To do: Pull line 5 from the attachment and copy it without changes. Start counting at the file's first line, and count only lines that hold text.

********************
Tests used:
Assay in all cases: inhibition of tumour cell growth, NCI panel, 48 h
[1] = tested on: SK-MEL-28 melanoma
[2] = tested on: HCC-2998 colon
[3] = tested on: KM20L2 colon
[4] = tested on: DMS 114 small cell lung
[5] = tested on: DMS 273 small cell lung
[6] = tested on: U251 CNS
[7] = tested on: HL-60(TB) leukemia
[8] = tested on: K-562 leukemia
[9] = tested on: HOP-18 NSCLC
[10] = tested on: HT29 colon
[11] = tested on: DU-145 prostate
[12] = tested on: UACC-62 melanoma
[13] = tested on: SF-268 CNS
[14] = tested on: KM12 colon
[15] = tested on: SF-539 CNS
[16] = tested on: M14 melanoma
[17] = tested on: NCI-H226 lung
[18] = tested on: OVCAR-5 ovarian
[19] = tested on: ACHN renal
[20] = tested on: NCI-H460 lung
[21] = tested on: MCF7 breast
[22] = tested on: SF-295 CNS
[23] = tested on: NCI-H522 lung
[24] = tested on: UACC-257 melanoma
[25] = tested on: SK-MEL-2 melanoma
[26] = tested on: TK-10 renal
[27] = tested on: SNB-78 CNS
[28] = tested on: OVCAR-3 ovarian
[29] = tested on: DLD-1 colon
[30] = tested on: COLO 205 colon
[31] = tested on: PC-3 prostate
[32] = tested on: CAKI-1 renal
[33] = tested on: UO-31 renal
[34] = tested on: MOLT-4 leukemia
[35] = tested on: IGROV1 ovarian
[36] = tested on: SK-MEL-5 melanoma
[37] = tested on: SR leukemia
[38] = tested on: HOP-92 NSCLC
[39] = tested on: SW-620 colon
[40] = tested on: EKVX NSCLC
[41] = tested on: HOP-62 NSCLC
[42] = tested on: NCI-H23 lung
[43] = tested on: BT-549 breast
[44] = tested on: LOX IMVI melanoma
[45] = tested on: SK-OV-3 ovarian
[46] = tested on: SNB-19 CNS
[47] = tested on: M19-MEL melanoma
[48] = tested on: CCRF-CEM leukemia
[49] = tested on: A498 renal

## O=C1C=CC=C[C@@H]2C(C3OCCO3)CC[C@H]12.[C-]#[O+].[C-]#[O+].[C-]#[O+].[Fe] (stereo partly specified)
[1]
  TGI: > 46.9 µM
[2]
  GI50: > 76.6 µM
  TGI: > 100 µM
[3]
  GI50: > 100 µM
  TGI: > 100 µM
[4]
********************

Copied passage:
[3] = tested on: KM20L2 colon